San Francisco. The Giants were baseball's real surprise last year, almost winning with a team that didn't look as though it had a chance. A repeat seems too much to expect, especially since this club looks weaker due to the trading of Joe Morgan and the departure of Reggie Smith to Japan.
Cincinnati and Houston. Amazingly, these teams which won the title in 1979 and 1980 respectively have slipped so badly in a few years that they seem almost certain to battle again to escape the cellar. American League East
New York. Forget that the Yankees finished one game out of the cellar in 1982. This team - like its owner - has an ''all or nothing'' attitude, and collapsed when it fell out of contention. But any club with starters like Ron Guidry and Dave Righetti, a reliever like Goose Gossage, and a talent-filled lineup beefed up by free agent acquisitions Don Baylor and Steve Kemp has to be considered a top contender. The return of Billy Martin as manager probably will help, too, for despite his faults, Billy is one of the best at running a game and has an undeniable winning record.
Milwaukee. The Brewers proved in the World Series that they're a lot more than a bunch of sluggers - displaying pitching, defense, speed, and an ability to scratch out runs when the big bats went silent. But starting the season with relief ace Rollie Fingers and No. 1 starter Pete Vuckovich questionable because of injuries is not the recommended method for launching a title defense.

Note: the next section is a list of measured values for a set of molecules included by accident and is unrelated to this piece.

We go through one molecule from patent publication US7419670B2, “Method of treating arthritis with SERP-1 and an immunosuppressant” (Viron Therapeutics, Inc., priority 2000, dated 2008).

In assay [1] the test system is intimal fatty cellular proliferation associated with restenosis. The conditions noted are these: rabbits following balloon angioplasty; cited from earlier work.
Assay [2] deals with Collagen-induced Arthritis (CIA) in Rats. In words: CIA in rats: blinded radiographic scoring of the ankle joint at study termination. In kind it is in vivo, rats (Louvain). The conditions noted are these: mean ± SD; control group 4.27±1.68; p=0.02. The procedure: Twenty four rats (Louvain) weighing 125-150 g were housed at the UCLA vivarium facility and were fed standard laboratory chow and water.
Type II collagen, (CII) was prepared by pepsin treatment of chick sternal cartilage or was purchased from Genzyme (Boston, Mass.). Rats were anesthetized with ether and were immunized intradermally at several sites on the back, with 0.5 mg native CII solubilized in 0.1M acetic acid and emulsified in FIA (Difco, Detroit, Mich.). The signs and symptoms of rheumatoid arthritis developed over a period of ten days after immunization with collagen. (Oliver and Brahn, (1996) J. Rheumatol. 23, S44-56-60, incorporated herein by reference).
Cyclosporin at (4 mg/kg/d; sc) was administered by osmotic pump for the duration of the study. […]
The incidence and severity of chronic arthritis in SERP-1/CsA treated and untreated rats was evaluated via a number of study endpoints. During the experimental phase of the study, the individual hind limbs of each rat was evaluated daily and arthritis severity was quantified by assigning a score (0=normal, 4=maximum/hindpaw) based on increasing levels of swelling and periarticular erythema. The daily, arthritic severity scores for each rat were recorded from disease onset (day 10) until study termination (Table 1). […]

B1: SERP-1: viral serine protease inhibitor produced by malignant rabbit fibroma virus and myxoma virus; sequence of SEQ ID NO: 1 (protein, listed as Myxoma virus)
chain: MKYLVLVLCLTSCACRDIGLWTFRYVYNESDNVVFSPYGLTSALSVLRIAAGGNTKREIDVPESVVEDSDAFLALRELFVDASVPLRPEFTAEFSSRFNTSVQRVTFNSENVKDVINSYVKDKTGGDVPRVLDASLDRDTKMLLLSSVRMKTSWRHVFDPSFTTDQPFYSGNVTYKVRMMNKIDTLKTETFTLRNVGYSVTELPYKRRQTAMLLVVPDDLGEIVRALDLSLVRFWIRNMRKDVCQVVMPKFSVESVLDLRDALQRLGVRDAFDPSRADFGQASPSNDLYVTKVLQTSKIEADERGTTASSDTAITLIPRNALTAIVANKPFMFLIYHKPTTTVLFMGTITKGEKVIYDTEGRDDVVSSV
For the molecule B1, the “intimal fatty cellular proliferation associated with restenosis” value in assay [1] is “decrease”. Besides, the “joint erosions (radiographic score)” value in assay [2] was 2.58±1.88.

Baltimore. The Orioles were torrid at the end last year in a bid to give outgoing manager Earl Weaver one more title. Whether they can keep it up for new pilot Joe Altobelli is the big question - and the answer could be yes, especially if rookie outfielder John Shelby retains any semblance of the form he had while tearing up the Grapefruit League.
Detroit. Sparky Anderson, now in his fourth year at the helm, has built a solid team that looks ready to contend and could win it all if he gets a big year out of either Aurelio Lopez or Dave Rozema in the bullpen.
Boston. It's the same old story: the Red Sox will score a lot and so will their opponents. The pitching looks bad, but that's what people said last year and they were still in the race. The Sox could win, but they could just as conceivably finish fifth - as can can be said about any of the top five teams.
Cleveland. The Indians think that should read ''six teams,'' but although second baseman Manny Trillo should help the defense and Bert Blyleven hopes for a pitching comeback, they still seem a cut below contention.
Toronto. The Blue Jays should move up one of these years, but not yet. American League West
Kansas City. The Royals have been the division's most consistent team over the last seven years, they still have a solid nucleus (George Brett, Willie Wilson, Amos Otis, etc.), a bullpen ace in Dan Quisenberry, and probably enough starting pitching to get by.
California. Owner Gene Autry's talent hunt paid off in 1982 with a division championship and a near-miss in the playoffs. But with Don Baylor gone via free agency and some other big names getting a bit long in the tooth, they could have trouble repeating.
Chicago. The White Sox have solid hitting, while the acquisition of free agent Floyd Bannister bolsters the pitching. On the minus side are the continued shoulder problems of southpaw Britt Burns and a shaky defense.
Seattle, Oakland, Texas, and Minnesota. The only question seems to be in what order they will bring up the rear.